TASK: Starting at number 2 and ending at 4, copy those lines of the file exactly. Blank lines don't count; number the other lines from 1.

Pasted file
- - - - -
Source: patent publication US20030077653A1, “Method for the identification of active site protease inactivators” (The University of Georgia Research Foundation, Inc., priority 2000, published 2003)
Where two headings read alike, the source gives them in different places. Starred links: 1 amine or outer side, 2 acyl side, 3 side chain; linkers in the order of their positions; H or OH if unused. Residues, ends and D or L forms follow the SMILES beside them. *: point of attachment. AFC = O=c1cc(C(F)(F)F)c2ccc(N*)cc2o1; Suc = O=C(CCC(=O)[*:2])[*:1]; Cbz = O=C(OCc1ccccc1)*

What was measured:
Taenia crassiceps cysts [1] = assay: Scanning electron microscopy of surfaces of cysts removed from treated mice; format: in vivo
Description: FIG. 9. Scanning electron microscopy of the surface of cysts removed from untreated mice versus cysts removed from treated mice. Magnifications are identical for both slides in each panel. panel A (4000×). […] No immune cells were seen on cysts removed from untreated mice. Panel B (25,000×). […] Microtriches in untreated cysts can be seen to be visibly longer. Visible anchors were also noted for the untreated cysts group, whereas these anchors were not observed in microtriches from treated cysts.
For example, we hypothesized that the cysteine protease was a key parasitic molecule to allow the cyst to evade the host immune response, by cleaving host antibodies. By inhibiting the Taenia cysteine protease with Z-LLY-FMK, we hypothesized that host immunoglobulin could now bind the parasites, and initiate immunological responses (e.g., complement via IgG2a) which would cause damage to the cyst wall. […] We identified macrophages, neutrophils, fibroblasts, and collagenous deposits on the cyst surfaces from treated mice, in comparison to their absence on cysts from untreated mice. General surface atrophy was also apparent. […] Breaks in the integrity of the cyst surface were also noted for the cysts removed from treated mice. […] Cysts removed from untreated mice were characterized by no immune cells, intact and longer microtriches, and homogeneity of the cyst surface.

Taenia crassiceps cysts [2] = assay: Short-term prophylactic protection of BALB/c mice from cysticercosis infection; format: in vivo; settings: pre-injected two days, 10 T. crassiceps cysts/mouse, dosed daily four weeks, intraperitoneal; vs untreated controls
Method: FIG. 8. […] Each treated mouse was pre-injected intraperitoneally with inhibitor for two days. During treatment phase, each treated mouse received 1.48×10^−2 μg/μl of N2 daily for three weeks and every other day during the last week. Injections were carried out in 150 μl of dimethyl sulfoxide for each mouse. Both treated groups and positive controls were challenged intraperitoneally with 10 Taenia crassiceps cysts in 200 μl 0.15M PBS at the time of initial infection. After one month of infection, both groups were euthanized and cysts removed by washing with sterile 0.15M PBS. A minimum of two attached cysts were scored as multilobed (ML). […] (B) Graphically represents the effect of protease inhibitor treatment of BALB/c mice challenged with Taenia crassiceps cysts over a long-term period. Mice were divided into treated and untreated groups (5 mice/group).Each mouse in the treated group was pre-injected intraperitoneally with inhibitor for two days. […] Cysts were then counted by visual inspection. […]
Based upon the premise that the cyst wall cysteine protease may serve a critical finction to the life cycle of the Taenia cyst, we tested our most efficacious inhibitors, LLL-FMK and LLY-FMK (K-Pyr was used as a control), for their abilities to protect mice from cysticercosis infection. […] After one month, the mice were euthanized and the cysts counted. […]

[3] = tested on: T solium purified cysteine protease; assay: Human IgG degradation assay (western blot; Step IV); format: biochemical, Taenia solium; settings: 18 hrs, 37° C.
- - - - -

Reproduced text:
Where two headings read alike, the source gives them in different places. Starred links: 1 amine or outer side, 2 acyl side, 3 side chain; linkers in the order of their positions; H or OH if unused. Residues, ends and D or L forms follow the SMILES beside them. *: point of attachment. AFC = O=c1cc(C(F)(F)F)c2ccc(N*)cc2o1; Suc = O=C(CCC(=O)[*:2])[*:1]; Cbz = O=C(OCc1ccccc1)*

What was measured:
Taenia crassiceps cysts [1] = assay: Scanning electron microscopy of surfaces of cysts removed from treated mice; format: in vivo